Mar 30

How to Improve Your Short Game, Part 1: Chipping vs. Pitching Strategy

How to Improve Your Short Game, Part 1: Chipping vs. Pitching Strategy

The short game can be a very frustrating part of golf because it requires a lot of feel and imagination. In addition, the lies you encounter around the green can be very difficult, depending on the time of year and the type and length of the rough. Furthermore, the mental game is very prevalent in the art of chipping and success requires a fusion of mental and physical abilities to work together to consistently hit your best chip shots.

Chipping vs. Pitching

We’ve heard from numerous golf instructors that most amateurs prefer to pitch the ball up in the air rather than to chip the ball along the ground when they are near the green. Sometimes the pitch shot is the best alternative given you have a bunker between you and the green or plenty of rough and very little green to work with. That’s when the sand wedge can be very useful. However, most golfers favor the sand wedge as their preferred option regardless of how close they are to the pin or how much green they have to work with. While their comfort level with one club can lead to reasonable results at times, professionals teach that it’s typically better to choose your shot and club in the following way:

  1. Can you putt the ball without major impediments like thick rough or unusual contours?  If the fringe or fairway is mowed low enough, using a putter (the “Texas wedge”) can produce consistent results to get up and down.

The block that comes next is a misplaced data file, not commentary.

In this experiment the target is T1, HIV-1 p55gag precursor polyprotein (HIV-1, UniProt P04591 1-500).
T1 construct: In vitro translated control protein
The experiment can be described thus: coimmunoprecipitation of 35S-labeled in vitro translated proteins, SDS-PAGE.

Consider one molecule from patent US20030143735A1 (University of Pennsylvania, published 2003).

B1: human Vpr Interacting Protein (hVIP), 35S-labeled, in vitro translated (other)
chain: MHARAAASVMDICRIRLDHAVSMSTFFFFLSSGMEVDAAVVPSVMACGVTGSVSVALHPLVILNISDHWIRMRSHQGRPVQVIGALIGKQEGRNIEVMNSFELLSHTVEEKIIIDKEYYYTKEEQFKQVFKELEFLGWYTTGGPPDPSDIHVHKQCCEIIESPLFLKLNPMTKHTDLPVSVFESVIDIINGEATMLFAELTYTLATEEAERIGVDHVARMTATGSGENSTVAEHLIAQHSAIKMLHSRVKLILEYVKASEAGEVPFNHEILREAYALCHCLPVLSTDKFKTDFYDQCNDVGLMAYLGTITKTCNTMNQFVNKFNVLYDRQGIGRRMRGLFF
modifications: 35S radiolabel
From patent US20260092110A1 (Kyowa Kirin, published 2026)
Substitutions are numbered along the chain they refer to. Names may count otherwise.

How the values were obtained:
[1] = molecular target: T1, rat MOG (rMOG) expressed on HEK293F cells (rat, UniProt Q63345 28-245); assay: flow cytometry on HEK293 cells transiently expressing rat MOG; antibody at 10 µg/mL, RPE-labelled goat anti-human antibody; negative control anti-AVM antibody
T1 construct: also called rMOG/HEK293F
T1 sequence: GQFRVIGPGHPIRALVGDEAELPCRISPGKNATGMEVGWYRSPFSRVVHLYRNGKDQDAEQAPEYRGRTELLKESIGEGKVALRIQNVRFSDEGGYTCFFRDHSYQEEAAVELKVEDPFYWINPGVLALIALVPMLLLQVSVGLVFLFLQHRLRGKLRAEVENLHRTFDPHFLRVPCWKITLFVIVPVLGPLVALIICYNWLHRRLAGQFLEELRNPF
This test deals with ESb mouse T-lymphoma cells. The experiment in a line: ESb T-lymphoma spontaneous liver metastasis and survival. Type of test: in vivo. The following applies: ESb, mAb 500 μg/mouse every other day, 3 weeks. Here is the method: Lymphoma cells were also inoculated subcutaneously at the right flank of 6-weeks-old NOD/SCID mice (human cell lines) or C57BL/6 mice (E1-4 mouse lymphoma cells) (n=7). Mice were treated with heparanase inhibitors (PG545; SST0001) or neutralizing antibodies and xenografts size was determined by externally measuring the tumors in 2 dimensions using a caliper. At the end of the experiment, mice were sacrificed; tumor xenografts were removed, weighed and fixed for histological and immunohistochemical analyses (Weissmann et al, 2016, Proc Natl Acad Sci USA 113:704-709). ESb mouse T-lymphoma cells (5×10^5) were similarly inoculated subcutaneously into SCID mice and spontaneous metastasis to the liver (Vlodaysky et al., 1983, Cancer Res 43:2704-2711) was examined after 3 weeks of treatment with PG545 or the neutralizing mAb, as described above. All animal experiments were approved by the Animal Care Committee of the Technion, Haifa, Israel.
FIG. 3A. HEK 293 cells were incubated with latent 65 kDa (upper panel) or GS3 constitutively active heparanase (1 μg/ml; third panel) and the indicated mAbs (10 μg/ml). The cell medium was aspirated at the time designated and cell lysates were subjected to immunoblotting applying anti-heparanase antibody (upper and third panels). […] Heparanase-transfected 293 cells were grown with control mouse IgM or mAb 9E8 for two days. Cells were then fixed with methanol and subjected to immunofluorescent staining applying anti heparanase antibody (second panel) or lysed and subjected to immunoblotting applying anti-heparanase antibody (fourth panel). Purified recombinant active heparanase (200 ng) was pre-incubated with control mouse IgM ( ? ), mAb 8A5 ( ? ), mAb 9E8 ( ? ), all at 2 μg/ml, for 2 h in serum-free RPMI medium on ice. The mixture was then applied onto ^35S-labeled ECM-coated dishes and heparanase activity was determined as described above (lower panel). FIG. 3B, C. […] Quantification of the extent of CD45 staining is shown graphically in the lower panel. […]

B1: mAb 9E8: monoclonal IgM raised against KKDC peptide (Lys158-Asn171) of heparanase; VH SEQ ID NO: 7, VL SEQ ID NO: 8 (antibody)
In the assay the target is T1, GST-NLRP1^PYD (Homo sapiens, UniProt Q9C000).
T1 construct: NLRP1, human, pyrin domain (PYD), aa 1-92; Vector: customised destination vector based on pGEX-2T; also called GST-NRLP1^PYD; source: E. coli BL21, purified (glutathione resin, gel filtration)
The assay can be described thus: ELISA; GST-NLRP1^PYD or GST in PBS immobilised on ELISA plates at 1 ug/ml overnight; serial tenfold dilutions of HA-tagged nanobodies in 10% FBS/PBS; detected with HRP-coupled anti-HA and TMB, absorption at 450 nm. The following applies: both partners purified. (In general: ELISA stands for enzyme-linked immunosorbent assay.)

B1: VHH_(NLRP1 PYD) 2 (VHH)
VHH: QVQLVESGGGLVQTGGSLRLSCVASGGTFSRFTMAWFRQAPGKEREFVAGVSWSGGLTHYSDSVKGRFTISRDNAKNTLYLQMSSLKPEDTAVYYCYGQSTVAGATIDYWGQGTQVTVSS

2. Can you chip the ball onto the green and let it roll to the hole?  If you are reasonably close to the green and can land your chip shot about 2-3 feet onto the green, then the rest of the shot is just judging how far you think the ball will roll once it lands.
  3. The last alternative is to pitch the ball over any obstacles in your way or because you need to impart spin on the ball to slow it down quickly near the hole.

Most people actually favor pitching the ball as their first option, rather than their last. Typically, they choose a sand wedge because it helps them get the ball in the air. If they practice their short game at all, they practice with a sand wedge.

The first golf short game tip is: putt first, chip second, and pitch only when you have no other option. It takes some practice to learn how to chip well, but if you put in equivalent effort into both chipping and pitching, you’ll be much better at getting your chips closer to the hole than your pitches. There’s a reason that almost every teaching pro favors the methodology of getting the ball on the green as quickly as possible and letting the ball roll toward the hole.

The control and accuracy you get will improve your short game and lower your scores. One reason is that when you pitch the ball, you impart backspin which reacts less predictably when the ball hits the green. It becomes hard to judge how this spin will react when you hit an upslope or downslope on the green. Chipping, on the other hand, gets the ball rolling on the green earlier in the shot and can be more like a putt in the way you judge distance. There are times when pitching is the best answer, but a majority of the time, a chip should result in a better outcome.

We’ll tackle ball position, stance, and other strategy-related items in future short game posts. We will also address the chipping yips and how to cure them through both sound mental and physical strategies. Good luck improving your game!